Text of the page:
In a decision that most days I regret, I decided to study Latin as my language in High School.  It seemed like an interesting endeavor at the time but it didn’t take long in the real world to realize that dead languages have very limited use.  But today, HaHa!, I will get use some of this dead language knowledge to help reclaim this word that has gotten kind of a bad rap.


The word conspiracy is actually a simple combination of two Latin words.  Are you ready for it? Con which means “with” and spire which means…. Breath.  Three years of Latin and this is my crowning achievement.  Conspiracy simply means “with breath.”  Spire is also the root word of … wait for it… Spirit.  In this sense, a conspiracy is something done together with breath, life, energy, spirit.  We talk a lot about the Holy Spirit during the season of Pentecost and so connection dawned on me.  A conspiracy doesn’t have to be secretive or nefarious but the reason conspiracies are often thought of as nefarious is because they’re subversive.  They go against the status quo for the purpose of bringing change.  Conspiracies bring people together who have energy and passion for a specific intent of subverting the status quo.  


Now, you might be thinking to yourself, I just wanted to come to church today, not sign up for a conspiracy.  So, instead of looking for the nearest exit, hear me out.  You came to church today, I think/hope, because you believe in a God that is working through us to make the world a better place.  Is that fair?  And is it then possible, that in order to make the world a better place we have to stand up to some status quos that are working in opposition to God’s values.  In some circles, we might call this subversive behavior.  Before you jump to any conclusions that subversive behavior is always bad, let me remind you that one way subversive behavior can take shape is by fighting prevailing myths in our society.  Like how we can and must do everything on our own.


Last week we did something brave.  We took some time to write down our gifts and we added our name to them.  The conspiracy comes in when these gifts don’t just hang on a tree and remain unused and unshared.  The conspiracy comes in when these gifts cross-pollinate to create fruit.  The conspiracy happens when we collaborate together with the Spirit to make our neighborhood a better place.  With your sense of humor and your love of legos and her passion for growing food, their love of cooking.  How can these things come together in surprising ways?


Part of this involves looking strategically at the whole, like a pan of food that needs a well-matched Tupperware, and making connections where they best fit.  We have a team of folks tasked with this kind of balcony view of gift assessment.  But the other way this can work is for you, as the possessor of a gift, to take initiative for pairing your gift with the gifts around you.  What good things could come out of your collaboration.  Don’t wait for the pastor to ask, look for ways on your own.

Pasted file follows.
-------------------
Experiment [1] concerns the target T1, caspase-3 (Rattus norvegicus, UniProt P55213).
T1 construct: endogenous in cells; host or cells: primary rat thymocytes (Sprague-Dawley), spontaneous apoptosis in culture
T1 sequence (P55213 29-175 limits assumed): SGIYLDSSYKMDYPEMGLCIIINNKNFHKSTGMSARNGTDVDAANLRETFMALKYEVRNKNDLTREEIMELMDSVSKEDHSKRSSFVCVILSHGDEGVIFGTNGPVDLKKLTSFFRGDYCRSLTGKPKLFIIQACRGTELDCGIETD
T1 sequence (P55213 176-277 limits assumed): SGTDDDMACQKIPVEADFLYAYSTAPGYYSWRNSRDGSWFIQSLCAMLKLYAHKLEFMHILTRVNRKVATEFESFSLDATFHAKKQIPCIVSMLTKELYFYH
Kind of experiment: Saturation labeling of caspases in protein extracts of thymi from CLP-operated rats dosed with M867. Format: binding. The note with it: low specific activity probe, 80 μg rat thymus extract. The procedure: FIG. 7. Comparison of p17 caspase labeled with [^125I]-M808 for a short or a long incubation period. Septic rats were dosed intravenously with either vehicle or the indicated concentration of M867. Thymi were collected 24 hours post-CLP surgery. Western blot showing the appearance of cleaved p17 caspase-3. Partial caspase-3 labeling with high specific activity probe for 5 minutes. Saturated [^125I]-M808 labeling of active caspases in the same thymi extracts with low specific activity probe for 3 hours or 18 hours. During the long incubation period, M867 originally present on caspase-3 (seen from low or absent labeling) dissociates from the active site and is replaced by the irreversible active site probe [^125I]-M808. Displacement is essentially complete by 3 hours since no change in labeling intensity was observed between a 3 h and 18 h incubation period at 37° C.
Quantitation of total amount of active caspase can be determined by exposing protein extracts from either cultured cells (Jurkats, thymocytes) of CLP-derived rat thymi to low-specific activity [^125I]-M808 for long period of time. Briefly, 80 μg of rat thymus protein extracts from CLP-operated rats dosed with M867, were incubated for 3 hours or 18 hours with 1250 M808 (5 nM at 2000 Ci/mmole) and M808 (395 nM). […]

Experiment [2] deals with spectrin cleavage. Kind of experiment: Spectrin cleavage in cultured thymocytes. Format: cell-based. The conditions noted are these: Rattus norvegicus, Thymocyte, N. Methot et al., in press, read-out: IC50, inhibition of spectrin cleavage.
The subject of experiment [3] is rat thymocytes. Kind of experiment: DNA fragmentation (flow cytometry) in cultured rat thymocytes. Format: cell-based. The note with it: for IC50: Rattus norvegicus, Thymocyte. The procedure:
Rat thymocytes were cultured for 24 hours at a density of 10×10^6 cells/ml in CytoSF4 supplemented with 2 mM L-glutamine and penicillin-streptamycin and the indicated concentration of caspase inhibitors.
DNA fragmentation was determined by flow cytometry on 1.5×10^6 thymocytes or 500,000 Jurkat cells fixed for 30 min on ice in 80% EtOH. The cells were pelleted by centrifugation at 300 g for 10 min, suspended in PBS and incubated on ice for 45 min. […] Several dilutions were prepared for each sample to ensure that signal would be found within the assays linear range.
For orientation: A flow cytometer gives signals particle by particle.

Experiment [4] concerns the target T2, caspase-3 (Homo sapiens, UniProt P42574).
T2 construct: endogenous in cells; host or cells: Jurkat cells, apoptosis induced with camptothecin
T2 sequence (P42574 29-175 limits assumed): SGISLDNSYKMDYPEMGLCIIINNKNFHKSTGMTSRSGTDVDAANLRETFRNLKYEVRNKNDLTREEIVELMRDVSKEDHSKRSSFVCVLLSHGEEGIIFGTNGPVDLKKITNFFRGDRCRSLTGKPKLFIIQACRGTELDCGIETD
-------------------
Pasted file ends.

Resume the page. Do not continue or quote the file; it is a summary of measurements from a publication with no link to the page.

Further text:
For example, every summer we have a tradition of hosting a camp for our neighbor children.  Compassion Camp, as we’ve been calling it, is now in its third year.  For three years we’ve purchased a curriculum to shape the camp.  This year, five people with gifts for teaching and lesson-planning said: what if we wrote our own?  We could include just what we think is most important for our neighborhood children to learn about and we’ll make it our own.  Now, on the verge of summer, I’m happy to say we have a camp planned called “Let Us Build a House for All” where children will learn about inclusion and the need for a community to come together to help make sure everyone has a home.  


Theologian Frederick Buechner defines vocation as the place where “your deep gladness and the world's deep hunger meet.”  Where your gifts intersect with the need around you.  This requires subversive behavior in two ways.  First, we will need to admit that we all have a gift that we can share. And second, we will need to admit that there are also times when we have needs.  


Both of these things: sharing a gift with others and asking for help when needed demand patience and humility.  They require taking initiative and standing up to the status quo that says you’re better off on your own.


I want to go out on a limb and suggest that maybe Pentecost was actually a conspiracy.  And what I mean by that is, a group of people filled with energy and passion for a specific intent.  People with breath.  People with spirit.  People with energy.  And the subversive part of it all, the conspiracy, was that this Spirit had come to subvert the status quo.  It has come to break down ingrained ideas that independence is more valuable than community.  We are better when we’re together.  This is not just any conspiracy, this is The Biggest Conspiracy of All.  In the Spirit of God, we are better together.  When the media and culture around us tells us we must stand on our own, the Spirit of God sweeps in and reminds us that we don’t have to be heroes with grand acts to change the world.  We just have to be there for each other.  Sharing what we have, and lifting up one another’s needs.  Together millions of small collaborations will change the world in the Biggest Conspiracy of All.  The conspiracy of gifts.  


After church and during social hour, I invite you to come and look over these gifts.  See where future collaborations could be.  Use your fellowship time together as a time to get to know one another’s gifts.  Not just today, but as a habit.  This is not just a social club, this is a church.  I am the church.  You are the church.  We are the church together.  


Let us pray.